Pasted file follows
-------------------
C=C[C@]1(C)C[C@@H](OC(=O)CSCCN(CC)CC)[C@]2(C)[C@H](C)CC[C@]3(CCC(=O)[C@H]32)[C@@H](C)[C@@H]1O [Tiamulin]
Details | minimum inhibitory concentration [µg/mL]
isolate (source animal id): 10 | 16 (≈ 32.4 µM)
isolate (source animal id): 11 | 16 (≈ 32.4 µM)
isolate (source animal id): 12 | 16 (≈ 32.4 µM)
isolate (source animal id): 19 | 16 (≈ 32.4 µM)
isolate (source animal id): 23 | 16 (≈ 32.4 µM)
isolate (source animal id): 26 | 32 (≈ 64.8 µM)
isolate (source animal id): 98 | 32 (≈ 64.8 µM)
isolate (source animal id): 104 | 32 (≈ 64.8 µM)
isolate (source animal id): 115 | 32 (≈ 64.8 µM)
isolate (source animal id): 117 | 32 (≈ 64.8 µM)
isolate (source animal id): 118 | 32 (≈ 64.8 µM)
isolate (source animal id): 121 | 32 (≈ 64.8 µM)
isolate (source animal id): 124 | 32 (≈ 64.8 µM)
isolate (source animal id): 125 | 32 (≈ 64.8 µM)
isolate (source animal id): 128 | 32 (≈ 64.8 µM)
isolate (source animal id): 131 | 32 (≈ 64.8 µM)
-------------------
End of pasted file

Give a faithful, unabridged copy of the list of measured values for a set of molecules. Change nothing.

C=C[C@]1(C)C[C@@H](OC(=O)CSCCN(CC)CC)[C@]2(C)[C@H](C)CC[C@]3(CCC(=O)[C@H]32)[C@@H](C)[C@@H]1O [Tiamulin]
Details | minimum inhibitory concentration [µg/mL]
isolate (source animal id): 10 | 16 (≈ 32.4 µM)
isolate (source animal id): 11 | 16 (≈ 32.4 µM)
isolate (source animal id): 12 | 16 (≈ 32.4 µM)
isolate (source animal id): 19 | 16 (≈ 32.4 µM)
isolate (source animal id): 23 | 16 (≈ 32.4 µM)
isolate (source animal id): 26 | 32 (≈ 64.8 µM)
isolate (source animal id): 98 | 32 (≈ 64.8 µM)
isolate (source animal id): 104 | 32 (≈ 64.8 µM)
isolate (source animal id): 115 | 32 (≈ 64.8 µM)
isolate (source animal id): 117 | 32 (≈ 64.8 µM)
isolate (source animal id): 118 | 32 (≈ 64.8 µM)
isolate (source animal id): 121 | 32 (≈ 64.8 µM)
isolate (source animal id): 124 | 32 (≈ 64.8 µM)
isolate (source animal id): 125 | 32 (≈ 64.8 µM)
isolate (source animal id): 128 | 32 (≈ 64.8 µM)
isolate (source animal id): 131 | 32 (≈ 64.8 µM)